U.S. Energy News

Carbon emissions from U.S. power plants hit 27-year low

• Carbon emissions from U.S. power plants hit a 27-year low in April, according to the Department of Energy. (Associated Press)
• A dispute between two environmental scientists is creating a controversy over how much methane is leaking from natural gas production and is contributing to global warming. (InsideClimate News)

• An analysis finds coal-heavy states in the West and Midwest will have the hardest time complying with the Clean Power Plan, while some states are already on track to meet their targets. (SNL)
• The final version of the plan includes a tougher target for the coal-dependent Navajo Nation. (Associated Press)
• Republicans on the Senate Environment and Public Works committee vote to block the Clean Power Plan. (The Hill)
• Sixteen states, led by West Virginia, call on the EPA to delay implementation of carbon rules. (The Hill)
• How Western states could work together to meet carbon targets. (ClimateProgress)

WIND: A new study shows the patchwork of state and local zoning regulations is hindering wind development in four Midwest states analyzed. (ClimateWire)

• A new solar plant in Buffalo, New York is expected to produce 10,000 panels per day, about 1 GW of capacity each year. (Buffalo News)
• A Minneapolis community solar project is aiming to break down racial divides in clean energy. (Midwest Energy News)
• Utility net metering caps could bring New Hampshire solar development “to a screeching halt.” (New Hampshire Public Radio)
• Hawaii regulators approve four major solar projects totaling more than 100 MW of capacity. (Pacific Business News)
• Investors have mixed feelings about recent solar company offerings. (Associated Press)

GRID: Energy storage remains a costly challenge for homeowners who want to generate their own power. (NPR)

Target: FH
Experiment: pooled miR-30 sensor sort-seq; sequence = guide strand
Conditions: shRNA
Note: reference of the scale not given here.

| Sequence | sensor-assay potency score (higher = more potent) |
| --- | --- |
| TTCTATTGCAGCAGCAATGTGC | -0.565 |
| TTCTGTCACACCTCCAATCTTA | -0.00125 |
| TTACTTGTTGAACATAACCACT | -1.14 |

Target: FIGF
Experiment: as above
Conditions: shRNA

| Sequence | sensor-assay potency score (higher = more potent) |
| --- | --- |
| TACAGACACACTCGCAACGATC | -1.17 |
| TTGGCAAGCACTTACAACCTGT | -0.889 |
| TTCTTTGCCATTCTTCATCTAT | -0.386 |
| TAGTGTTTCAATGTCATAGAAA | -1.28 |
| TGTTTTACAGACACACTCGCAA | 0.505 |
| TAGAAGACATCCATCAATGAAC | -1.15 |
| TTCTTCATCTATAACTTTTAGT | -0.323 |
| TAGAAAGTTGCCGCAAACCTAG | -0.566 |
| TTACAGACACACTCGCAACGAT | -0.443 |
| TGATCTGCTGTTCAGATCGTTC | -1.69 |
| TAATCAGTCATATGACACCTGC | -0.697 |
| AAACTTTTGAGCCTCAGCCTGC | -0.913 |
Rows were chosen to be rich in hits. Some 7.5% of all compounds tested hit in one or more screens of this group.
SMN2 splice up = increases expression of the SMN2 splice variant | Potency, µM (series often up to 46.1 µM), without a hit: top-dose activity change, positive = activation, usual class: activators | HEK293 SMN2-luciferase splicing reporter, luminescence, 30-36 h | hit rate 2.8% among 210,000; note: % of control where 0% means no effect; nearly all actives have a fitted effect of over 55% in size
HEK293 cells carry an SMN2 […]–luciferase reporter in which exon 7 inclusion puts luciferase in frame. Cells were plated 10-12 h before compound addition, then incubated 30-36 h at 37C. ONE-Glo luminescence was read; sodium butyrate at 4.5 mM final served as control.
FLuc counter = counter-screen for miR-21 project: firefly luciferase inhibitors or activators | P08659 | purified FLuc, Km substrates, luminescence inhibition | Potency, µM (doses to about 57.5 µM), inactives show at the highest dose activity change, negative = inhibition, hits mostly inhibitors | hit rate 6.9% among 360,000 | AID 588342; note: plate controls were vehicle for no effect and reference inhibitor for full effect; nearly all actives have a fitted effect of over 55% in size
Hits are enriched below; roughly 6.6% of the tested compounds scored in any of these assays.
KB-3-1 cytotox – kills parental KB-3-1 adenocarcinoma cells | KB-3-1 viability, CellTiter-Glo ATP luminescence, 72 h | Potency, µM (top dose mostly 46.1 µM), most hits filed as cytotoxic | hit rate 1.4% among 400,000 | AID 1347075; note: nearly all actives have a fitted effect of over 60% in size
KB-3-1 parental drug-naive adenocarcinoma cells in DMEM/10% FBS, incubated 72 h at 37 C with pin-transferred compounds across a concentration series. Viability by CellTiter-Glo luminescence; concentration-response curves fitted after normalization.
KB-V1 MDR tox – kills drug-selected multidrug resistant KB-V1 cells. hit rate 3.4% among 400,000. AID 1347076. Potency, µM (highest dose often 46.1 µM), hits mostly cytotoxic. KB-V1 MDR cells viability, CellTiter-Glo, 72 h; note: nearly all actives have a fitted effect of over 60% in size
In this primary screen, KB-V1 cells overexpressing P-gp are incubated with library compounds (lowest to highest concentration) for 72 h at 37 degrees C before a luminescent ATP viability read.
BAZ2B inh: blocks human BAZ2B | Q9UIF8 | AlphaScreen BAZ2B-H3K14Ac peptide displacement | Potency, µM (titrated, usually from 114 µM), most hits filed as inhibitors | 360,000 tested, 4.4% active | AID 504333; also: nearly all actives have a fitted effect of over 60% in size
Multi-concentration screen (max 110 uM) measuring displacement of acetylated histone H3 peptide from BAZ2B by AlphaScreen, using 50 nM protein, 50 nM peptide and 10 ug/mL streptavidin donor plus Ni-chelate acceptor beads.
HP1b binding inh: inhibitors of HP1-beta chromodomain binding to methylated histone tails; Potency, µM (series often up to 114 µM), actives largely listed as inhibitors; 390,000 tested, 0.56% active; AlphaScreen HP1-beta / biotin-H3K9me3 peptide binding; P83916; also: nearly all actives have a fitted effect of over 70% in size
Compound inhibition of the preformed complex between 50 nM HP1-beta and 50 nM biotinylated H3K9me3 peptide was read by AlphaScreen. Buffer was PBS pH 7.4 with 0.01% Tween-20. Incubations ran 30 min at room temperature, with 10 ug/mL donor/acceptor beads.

POLICY: Utilities and rooftop solar companies join together to push California to increase its renewable energy standard. (ClimateWire)

• A California pipeline spill earlier this year may have been larger and costlier than initially thought. (Los Angeles Times)
• The U.S. Forest Service raises concerns about a proposed natural gas pipeline that would cut through national forests in Virginia and West Virginia. (Associated Press)
• Chesapeake Energy is scaling back gas production in Ohio until a pipeline is built connecting the area with the Gulf Coast. (Columbus Business First)
• Officials in a North Dakota oil boomtown say the local population is starting to decline, and they have the sewage figures to prove it. (Reuters)

COAL ASH: Duke Energy is trying to dismiss a lawsuit calling for coal ash from one of its North Carolina power plants to be disposed of in a lined landfill. (Winston-Salem Journal)

NUCLEAR: The Department of Energy is calling for proposals for advanced reactor research. (FierceEnergy)

ELECTRIC VEHICLES: Why an Oklahoma oil field worker is organizing an electric car rally. (Green Car Reports)

COMMENTARY: Ten ways the Clean Power Plan protects electric reliability. (NRDC Switchboard)

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